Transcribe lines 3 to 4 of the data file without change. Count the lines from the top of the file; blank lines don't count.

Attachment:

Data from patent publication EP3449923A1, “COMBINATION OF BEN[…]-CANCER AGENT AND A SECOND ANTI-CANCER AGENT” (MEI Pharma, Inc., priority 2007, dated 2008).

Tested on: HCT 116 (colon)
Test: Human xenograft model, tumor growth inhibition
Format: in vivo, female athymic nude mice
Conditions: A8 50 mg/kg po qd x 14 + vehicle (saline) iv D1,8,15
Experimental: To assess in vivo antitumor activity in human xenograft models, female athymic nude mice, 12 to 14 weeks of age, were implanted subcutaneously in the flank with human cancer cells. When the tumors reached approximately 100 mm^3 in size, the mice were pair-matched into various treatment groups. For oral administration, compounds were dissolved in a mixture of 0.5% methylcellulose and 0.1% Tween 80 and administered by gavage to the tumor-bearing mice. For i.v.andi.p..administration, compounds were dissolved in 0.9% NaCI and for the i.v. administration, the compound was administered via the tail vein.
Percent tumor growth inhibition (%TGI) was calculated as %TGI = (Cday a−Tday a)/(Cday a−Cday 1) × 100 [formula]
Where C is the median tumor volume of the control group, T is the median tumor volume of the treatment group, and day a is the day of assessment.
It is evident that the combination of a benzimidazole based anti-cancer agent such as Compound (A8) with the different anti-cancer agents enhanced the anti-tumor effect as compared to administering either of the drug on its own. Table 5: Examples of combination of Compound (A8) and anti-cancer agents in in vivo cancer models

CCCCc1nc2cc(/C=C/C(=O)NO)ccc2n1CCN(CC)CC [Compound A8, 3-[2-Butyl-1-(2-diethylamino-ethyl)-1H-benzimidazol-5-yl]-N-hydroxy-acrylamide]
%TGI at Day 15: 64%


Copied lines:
Test: Human xenograft model, tumor growth inhibition
Format: in vivo, female athymic nude mice